A bakery shortlisted for a restaurant and bar design competition? That’s a first! That bakery is the deliciously-camply monikered Outsider Tart a name inspired by partners and co-founders David Lesniak and serial entrepreneur David Muniz’s love of outsider art. The Chiswick-based US-style emporium is the only bakery to make the finals of the Restaurant & Bar Design Awards 2010 (to be held in June). What’s more, they managed the shop fit with a mere £36,000 spend.Lesniak an established New York architect set out to create a small-batch American-style bake shop in everything from portions to sizes and ingredients, with all recipes created from scratch and made on-site. In the six months since opening, they’ve generated a word-of-mouth buzz via Twitter, Facebook, a mailing list and PR, that has left the national press salivating.The story behind sourcing its site at one of the busiest intersections in Chiswick is perhaps less chichi than appearances in glossy mags Vogue and Glamour might suggest they spotted it while stuck in traffic. Thinking they’d never be able to afford it, but with nothing to lose, they contacted the agents and, within two days, they had made a commitment.Lesniak then set about designing the shop. “I knew what I didn’t want,” he remembers. “Slowly but surely, I figured out what I did want. Because of my background, when we would go into any café or bake shop around London, I would be constantly editing in my head and thinking, ’If I had this space, what would I do?’.”Not that that process was without its skirmishes, as the Davids’ bickering banter suggests. For example, on the shelving:Lesniak: “One of the last-minute edits in our shop was the shelving, because I had a different approach at the beginning…”Muniz: “…which I liked better…”Lesniak: “…which I now couldn’t be happier with. I think it looks fabulous.”…and on the flooring:Lesniak: “One of the things that added time to the fit was the decision to replace the flooring…”Muniz: “…I liked the original flooring better…”…and the concept:Muniz: “The whole business has evolved through what is and and isn’t working…”Lesniak: “…That has always been your approach and my background has always been ’solve the problem, execute the solution’. You’re more like, ’I’m not sure what the problem is, but here’s a piece of the puzzle’…”Muniz: “…It doesn’t sound like it, but it does work well!”However, underlying these squabbles over the detail was a solidly thought-through concept, to which they have remainedtrue. “We’re completely clear on our vision and what we want to do,” says Lesniak. “If you look around, it’s our personality, no-one else’s.”There’s no doubt the pair are from the “business models suck” school. “The misconception is you have to have your business model. You have to have all the planning in place. But it doesn’t have to be that way. You can be much more incremental,” says Lesniak. “I think we benefited from it truly evolving, as opposed to coming in with a really slick concept, turning off your head and executing that concept.”Adds Muniz: “The biggest mistake people make is in saying, ’This is my business plan, nothing is going to deviate from this’. It’s better to say ’these are my concepts, and if that doesn’t work, jettison it and make more branches and revenue streams off what does work’.”The evolutionary approach also typifies the products, which are changed daily. “Some people compliment us on the evolution. ’Every time I come in here there’s something different I love that’” says Lesniak. “Others are conversely rattled by that. ’Where’s the cheesecake that I always like?!’ Having people growing with the business does create a lot of loyalty, because people get caught up with the fun of what we’re doing. We’re making cakes that sell well. We’re not churning out the same items every day we’re experimenting and trying new things.” That, and the tight margins on no-compromise premium ingredients, influenced their decision not to do wholesale.The community didn’t react well to the lack of outside café seating, admits Lesniak a delay caused by the council. “The lack of seating sent unconscious signals to a lot of people that it’s not viable,” he says. Thankfully, with spring approaching, the Tarts have just got approval for café terrace seating. “The shop environment is very social and communal,” adds Muniz. “A lot of people didn’t like to feel they had to be involved in the conversation, or feel that they were bringing down the conversation by not participating, which is fair.”Instead, customers wanted that option to sit and read the paper or use their laptop something they will take into account when planning their next two shops the first of which should open this year.Nevertheless, Lesniak urges anyone starting out to stick to their guns. “For anyone opening a shop, you owe it to yourself to see your vision through. It’s very easy to fall victim to comments you cannot appeal to everybody; not everyone who walks through your door is your customer. The moment you start answering to all those requests and criticisms, everything will unravel.” The execution The look was “found objects, put together with purpose”. Antique circus arrows have been wired as lights and the centerpiece of the bakery is a striking custom-made counter made from Corian a plastic with the durability of marble. The shelving offers long-term flexibility with a rustic charm. The floor was chosen to emulate unearthed rustic floor boards and the walls are painted a deep dark chocolate brown. The signage letters appear as if sourced at random, with a giant beater insignia. Lessons learned 1. “That Chiswick reads The Times, not The Guardian!” exclaims Muniz, after appearing in both papers, with zero pick-up in trade after the latter. “The response we’ve had since we appeared in The Times (in January) was shocking. I’ve started up a bunch of businesses and it’s critical to spend money where you know it’s going to work. The best way to get into the minds of the people who you know are your customers is to be validated by something they trust, whether it be a magazine, TV, radio or getting a blogger excited about what you’re doing.”2. “It’s guaranteed that, in the first three years of your business, you’re not going to have a life other than eating, breathing and sleeping that business,” says Muniz. “Everybody, including the people closest to you, will tell you it won’t work. You have to ignore that. It will feel like every vendor, every client, everything is trying to drive you insane. It is a slow road to convince everyone that what you’re doing makes sense and is fun, good, and worth having a business for.” At a glance Products: Chocolate brownies with a hint of cinnamon are the biggest seller (£2.50); recently-introduced savoury breakfasts include bacon, egg, potato and cheese omelette in a potato crust (£2.50); quiche such as potato, mushroom, leek (£3.50); apple & fennel/veggie nut/cajun sausage rolls or chicken rolls (£2.50); raisin bran muffins with walnuts (£2.50); oatmeal, apple & raisin loaf slice made with a twice-cooked apple compôte (£2.50); whoopie pies such as chocolate, strawberry cream (£3); sourdough bread is sourced from a local supplierRevenue: Private and online orders are the biggest revenue stream, with made-to-order cakes starting from £45, pies from £25 and tarts from £22.50; shop sales are 80% take-away, 20% eat in; they also trade at farmers’ markets around LondonAdd-ons: Classes and evening events help to generate word-of-mouth interest and loyalty; hard-to-find American groceries are offered in-store, accounting for up to 20% of revenueOpening hours: 8am to 6pm, seven days a week; at weekends they’re filled to the rafters, with peaks at pre-work, post-work and around lunch. Muniz: “Mothers with strollers we love them. They fill in the gaps!”www.outsidertart.com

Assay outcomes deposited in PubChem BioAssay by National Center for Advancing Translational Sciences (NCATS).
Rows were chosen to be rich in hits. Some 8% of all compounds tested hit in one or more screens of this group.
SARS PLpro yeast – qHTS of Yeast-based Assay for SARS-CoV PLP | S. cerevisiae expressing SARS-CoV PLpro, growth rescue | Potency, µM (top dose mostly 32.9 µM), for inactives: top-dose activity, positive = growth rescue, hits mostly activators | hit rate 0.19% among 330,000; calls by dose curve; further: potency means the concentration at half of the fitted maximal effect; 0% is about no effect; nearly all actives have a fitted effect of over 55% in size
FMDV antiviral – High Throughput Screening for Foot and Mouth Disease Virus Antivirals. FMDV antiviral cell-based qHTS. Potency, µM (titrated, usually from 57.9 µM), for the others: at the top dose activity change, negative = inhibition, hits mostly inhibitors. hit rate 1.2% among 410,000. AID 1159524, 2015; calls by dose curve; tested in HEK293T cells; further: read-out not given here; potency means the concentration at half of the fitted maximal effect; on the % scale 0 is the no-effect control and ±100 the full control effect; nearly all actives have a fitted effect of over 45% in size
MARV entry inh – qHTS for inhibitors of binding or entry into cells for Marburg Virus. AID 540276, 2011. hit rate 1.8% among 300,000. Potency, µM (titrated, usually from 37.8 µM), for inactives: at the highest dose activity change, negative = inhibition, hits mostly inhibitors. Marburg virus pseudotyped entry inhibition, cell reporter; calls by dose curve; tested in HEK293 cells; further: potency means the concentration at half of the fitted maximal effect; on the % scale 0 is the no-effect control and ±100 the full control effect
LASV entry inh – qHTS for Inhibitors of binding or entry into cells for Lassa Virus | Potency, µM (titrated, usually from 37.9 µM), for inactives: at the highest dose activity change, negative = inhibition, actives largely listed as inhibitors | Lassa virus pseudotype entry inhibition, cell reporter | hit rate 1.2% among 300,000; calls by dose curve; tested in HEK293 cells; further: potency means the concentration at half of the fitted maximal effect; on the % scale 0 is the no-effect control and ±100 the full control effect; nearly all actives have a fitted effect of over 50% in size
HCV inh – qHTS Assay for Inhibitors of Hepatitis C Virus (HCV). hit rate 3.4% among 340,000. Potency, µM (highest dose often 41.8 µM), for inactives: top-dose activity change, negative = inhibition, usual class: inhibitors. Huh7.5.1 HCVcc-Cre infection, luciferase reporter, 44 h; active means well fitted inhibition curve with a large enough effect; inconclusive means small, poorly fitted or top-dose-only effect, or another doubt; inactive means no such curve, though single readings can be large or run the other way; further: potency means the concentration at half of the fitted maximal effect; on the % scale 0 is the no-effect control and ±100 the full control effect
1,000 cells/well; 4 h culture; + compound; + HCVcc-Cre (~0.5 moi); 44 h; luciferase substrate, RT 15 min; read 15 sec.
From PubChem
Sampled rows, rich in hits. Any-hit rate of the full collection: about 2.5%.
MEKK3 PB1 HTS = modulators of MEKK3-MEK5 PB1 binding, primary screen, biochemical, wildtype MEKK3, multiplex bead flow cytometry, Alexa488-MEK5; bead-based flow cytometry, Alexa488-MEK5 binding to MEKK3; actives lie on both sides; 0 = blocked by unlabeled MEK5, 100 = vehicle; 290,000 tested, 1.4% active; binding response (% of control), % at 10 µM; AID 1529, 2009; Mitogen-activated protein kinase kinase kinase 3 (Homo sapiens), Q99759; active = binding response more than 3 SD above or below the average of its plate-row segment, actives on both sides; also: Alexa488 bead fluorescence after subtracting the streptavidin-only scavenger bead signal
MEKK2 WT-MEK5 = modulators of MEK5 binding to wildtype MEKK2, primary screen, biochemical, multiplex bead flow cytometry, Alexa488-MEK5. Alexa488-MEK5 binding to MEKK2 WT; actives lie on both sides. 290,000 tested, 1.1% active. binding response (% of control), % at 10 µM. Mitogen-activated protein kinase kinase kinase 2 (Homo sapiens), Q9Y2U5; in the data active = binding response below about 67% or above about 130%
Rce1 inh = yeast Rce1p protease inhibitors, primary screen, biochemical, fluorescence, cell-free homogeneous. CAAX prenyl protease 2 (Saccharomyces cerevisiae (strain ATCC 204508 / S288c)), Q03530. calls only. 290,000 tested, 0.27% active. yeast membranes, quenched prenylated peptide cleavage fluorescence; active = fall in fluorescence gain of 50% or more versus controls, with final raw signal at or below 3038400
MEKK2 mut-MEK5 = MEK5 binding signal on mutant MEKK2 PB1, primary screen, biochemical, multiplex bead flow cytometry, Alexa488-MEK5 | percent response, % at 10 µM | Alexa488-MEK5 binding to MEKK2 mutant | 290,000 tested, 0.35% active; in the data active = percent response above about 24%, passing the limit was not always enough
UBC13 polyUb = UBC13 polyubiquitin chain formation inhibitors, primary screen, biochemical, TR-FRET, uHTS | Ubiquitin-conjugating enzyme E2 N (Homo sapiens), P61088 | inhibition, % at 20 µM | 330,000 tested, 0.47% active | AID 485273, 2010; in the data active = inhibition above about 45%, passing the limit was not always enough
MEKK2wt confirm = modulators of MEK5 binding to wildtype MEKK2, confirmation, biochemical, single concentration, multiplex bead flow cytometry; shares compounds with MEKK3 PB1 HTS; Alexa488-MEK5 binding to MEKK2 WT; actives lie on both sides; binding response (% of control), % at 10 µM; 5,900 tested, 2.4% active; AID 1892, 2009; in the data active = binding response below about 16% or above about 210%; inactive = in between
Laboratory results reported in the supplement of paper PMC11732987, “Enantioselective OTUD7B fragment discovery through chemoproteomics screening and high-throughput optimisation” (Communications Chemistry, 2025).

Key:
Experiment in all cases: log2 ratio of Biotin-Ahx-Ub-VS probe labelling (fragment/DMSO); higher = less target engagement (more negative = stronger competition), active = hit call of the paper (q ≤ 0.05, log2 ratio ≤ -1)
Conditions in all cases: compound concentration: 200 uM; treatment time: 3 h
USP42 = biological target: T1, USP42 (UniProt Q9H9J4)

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Tunisian referee Slim Jdidi has been banned by the Confederation of African Football (CAF) after his controversial performance in Wednesday’s African Nations Cup semi-final between Burkina Faso and Ghana.“CAF was not happy with the standard of refereeing in the match,” general secretary Hicham El Amrani told a media briefing on Thursday.“We know they can make mistakes but we expected a better level of refereeing. They are graded on each performance and based on his marks the referee from Tunisia is now suspended for a period of time still to be determined.”Among the contentious issues during Wednesday’s match in Nelspruit was the red card given to Burkina Faso forward Jonathan Pitroipa that could mean he will miss Sunday’s final against Nigeria.Pitroipa received his second booking of the game, for simulation, in extra time after going down in the penalty area.The organising committee will decide on Friday whether the player can take part in the final. Burkina Faso have launched an appeal but El Amrani said the only way Pitroipa could avoid an automatic one-match ban will be if Jdidi acknowledges he made a mistake in his referee’s report.“The organising committee does not have the power to change a referee’s decision,” El Amrani explained.“If the referee has admitted a mistake in his report the committee will consider it and make any decision if necessary. But that report … is final.”Jdidi also awarded a soft spot kick to Ghana in a display which threatened to overshadow an exciting encounter that Burkina Faso eventually won 3-2 on penalties.